Steel band fraternity in Brooklyn mourns passing of Trini ‘Iron Man’ Hansel Leon

Hansel Leon, Sr. (left) and his son, Hansel Leon, Jr.
Krishanda Leon-Jemmott and Natasha Leon-Craigwell

The steel band fraternity in Brooklyn is mourning the passing of Trinidadian “Iron Man,” Hansel B. Leon, Sr., who died in his native land on March 25. He was 77.

Leon’s daughters, Krishanda Leon-Jemmott and Natasha Leon-Craigwell — both residents of Brooklyn — told Caribbean Life on Sunday that their father died at Couva Hospital in Trinidad and Tobago.

“As a family, it is still unclear of how he died,” they said in an interview.

But Herman Hall, the Grenadian-born publisher of the Brooklyn-based, Caribbean American magazine, Everybody’s, posted on Facebook, on March 26, that Leon, who resided in Flatbush, Brooklyn, was “a victim of COVID-19.”

He said that Leon – who promoted steelpan music in the US for almost four decades and “was once married to (the) popular Jean Leon, well known Trinbagonian-New Yorker and former Director of Nursing at Kings County Medical Center – made his annual pilgrimage to Trinidad & Tobago carnival on Feb. 5; he remained in his birth country to avoid wintry New York.”

Hall said Leon, who was a welder by occupation, “fell ill on March 13 and (was) admitted at Couva Hospital.

“Based on his early departure from NY, he may have contracted the deadly virus in Trinidad & Tobago,” Hall wrote.

Jean Leon, who was actually a chief executive officer at the sprawling Kings County Hospital in Brooklyn, told Caribbean Life that she and Leon were divorced 23 years ago.

She referred the paper to Leon’s elder daughter, Krishanda, for more information about her ex-husband’s passing.

Krishanda then sought out younger sister, Natasha, to join the interview.

“Daddy had an ear for timing and rhythm like no other,” they said. “He played many roles in the steel band fraternity. His talents allowed him to play many percussion instruments skillfully, including the tenor steel pan.

“He was well known for playing the iron, thus his nickname the ‘Iron Man’,” they added. “He did not only bring his musical talents to this community (Brooklyn) but also his smile, personality and dance moves.”

Hall also said that Leon “beat the iron in the rhythm section of several steel band orchestras in Brooklyn, as they rehearsed for Brooklyn’s panorama at the Brooklyn Museum grounds every Labor Day weekend, and added ‘riddim’ in most soca / calypso parties and concerts.

“A diehard fan of calypso, steelpan, carnival and other events that promoted the culture of Trinidad & Tobago, ‘Hanny’ (Leon) was a regular or ‘limer’ at Sesame Flyers, the popular cultural and educational organization on Church Avenue, Brooklyn,” he said.

“He attended calypso tents and shows presented by Everybody’s magazine,” Hall added.

Joyce Quamina – the Trinidadian-born, former long-standing treasurer of the Brooklyn-based West Indian American Day Carnival Association (WIADCA), the group that organizes the annual Caribbean carnival extravaganza in Brooklyn – said Leon was “a good ‘Iron Man’.

“I know him beating the iron,” she told Caribbean Life tersely.

Krishanda and Natasha said that the family was “deeply saddened, devastated and heart broken,” over their father’s passing.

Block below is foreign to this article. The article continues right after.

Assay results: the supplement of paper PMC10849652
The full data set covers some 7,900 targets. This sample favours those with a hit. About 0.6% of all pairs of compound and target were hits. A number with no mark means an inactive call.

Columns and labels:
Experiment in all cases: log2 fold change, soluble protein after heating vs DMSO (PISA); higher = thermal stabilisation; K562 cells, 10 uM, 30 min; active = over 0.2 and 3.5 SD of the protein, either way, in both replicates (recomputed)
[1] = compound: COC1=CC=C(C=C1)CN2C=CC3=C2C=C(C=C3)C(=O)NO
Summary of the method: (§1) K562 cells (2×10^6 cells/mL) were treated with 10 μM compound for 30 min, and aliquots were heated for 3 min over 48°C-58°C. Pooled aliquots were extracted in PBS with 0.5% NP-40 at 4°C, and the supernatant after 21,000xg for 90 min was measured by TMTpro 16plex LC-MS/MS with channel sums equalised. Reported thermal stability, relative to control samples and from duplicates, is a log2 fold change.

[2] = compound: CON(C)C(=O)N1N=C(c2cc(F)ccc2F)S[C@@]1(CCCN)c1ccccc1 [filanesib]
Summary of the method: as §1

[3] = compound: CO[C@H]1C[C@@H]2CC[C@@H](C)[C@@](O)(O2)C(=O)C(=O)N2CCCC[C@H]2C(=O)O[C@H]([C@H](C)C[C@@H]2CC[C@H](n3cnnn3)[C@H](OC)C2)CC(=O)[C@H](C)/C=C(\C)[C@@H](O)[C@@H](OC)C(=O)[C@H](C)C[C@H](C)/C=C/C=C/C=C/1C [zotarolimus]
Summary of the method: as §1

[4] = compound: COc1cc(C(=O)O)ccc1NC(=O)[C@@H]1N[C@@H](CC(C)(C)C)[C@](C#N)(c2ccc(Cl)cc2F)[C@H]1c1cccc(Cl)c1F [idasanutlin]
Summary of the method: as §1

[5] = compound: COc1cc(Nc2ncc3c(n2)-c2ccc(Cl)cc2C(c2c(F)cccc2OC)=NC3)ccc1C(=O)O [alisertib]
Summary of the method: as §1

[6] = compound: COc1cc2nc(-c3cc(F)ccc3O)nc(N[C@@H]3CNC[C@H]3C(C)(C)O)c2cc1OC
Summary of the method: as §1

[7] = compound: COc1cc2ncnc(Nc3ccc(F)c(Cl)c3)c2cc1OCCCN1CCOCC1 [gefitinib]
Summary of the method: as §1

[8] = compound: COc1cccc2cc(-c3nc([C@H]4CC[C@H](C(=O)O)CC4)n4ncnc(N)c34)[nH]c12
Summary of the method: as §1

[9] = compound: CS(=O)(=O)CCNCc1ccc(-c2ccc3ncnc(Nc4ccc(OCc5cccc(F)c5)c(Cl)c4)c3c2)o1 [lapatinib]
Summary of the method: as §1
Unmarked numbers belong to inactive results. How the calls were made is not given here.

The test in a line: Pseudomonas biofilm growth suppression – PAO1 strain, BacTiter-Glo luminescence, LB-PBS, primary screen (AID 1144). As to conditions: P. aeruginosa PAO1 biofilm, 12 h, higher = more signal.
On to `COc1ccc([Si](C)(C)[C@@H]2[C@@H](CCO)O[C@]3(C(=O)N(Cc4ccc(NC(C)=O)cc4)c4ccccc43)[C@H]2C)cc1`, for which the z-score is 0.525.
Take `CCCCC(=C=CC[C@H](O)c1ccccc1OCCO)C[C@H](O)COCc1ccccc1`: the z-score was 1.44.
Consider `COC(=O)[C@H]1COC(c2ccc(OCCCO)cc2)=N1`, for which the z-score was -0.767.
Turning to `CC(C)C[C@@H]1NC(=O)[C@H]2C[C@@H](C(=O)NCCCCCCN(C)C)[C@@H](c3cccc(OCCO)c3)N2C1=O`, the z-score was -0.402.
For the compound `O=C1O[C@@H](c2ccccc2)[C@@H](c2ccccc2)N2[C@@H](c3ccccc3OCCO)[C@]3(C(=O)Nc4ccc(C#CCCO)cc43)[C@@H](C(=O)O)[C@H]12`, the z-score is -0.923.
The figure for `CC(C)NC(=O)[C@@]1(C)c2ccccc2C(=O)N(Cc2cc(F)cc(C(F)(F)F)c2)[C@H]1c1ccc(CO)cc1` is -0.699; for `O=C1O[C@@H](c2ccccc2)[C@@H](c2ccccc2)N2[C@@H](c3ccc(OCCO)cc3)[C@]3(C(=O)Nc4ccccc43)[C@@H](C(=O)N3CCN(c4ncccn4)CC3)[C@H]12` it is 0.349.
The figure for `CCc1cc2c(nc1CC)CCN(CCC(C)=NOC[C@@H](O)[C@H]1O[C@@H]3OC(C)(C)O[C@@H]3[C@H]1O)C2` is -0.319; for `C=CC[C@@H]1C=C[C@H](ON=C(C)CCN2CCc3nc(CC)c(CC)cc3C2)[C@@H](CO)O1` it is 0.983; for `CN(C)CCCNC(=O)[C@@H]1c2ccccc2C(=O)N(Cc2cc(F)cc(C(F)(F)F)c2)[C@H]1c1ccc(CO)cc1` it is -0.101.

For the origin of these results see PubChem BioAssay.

“No amount of words can describe the loss that the family feels,” they said. “It is unfortunate that we had no contact with him weeks before his death, after many requests to speak with him.

“Daddy was full of life and, according to the other patients that were reported in the news, he was able to shine some of his light and positivity on them while in the midst of their battle with the virus (coronavirus – COVID-10) and given circumstances,” they added. “He was jovial, altruistic and loved by all he encountered.”

In stating her personal sentiments about those who are infected by COVID-19 and the families who are affected emotionally, Natasha said that “remaining in contact with family and friends who are on smaller islands, like (those in) the Caribbean and are away from their immediate family, is not only essential but also comforting and could be ‘prosperous’ to the mental health of all involved.

“Updates on their care and progress should be mandatory to offer condolences through these traumatic times, because, after all, healing goes far beyond medicine,” she advised.

Natasha and Krishanda said the steel band fraternity in Brooklyn “has acknowledged that they have lost a great addition to their community.

“There has been an outpouring of love from the steel band fraternity,” they said. “Many have reached out to offer their condolences and (to) share happy memories that they had with him.

“The steel band community has expressed great willingness to attend and contribute music in memory of my father,” added the sisters, disclosing that their father was cremated the day after his death.

“Due to the current circumstance with COVID-19, the family is unaware of when we can have a service and memorial for my father,” they continued. “However, when time permits, we will indefinitely give him the home going service and memorial that he deserves.”

Natasha and Krishanda said that their father, who was born on Nov. 13, 1942, in San Fernando, Trinidad and Tobago, lived in New York for 49 years.

Besides Natasha and Krishanda, Leon is survived by his only son, Hansel Leon, Jr.; his sisters Angela, Earline, Judy, Emerald, Valerie and Betty; grand-children Dorian, Alanah and Melania; many nieces, nephews, cousins; “and many others who loved him dearly,” Natasha and Krishanda said.

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